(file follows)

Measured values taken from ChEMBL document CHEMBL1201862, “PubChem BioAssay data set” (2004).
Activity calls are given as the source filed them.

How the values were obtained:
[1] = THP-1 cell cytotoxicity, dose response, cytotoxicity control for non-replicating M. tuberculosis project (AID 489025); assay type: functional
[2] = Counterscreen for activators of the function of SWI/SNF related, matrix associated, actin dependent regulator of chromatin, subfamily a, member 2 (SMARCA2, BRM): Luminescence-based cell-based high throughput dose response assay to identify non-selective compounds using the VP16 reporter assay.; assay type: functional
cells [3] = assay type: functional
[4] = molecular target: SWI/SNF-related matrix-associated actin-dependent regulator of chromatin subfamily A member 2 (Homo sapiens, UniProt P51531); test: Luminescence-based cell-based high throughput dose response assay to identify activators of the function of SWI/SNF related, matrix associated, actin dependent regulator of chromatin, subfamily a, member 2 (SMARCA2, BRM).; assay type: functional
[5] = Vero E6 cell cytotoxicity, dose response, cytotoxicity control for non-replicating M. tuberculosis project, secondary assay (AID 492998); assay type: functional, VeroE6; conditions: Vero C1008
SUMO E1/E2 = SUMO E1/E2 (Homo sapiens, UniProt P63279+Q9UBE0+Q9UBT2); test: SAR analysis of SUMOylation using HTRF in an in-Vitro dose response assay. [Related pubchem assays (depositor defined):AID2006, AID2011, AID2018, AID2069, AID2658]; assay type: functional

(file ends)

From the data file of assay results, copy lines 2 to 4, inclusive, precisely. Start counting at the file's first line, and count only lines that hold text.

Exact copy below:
Activity calls are given as the source filed them.

How the values were obtained:
[1] = THP-1 cell cytotoxicity, dose response, cytotoxicity control for non-replicating M. tuberculosis project (AID 489025); assay type: functional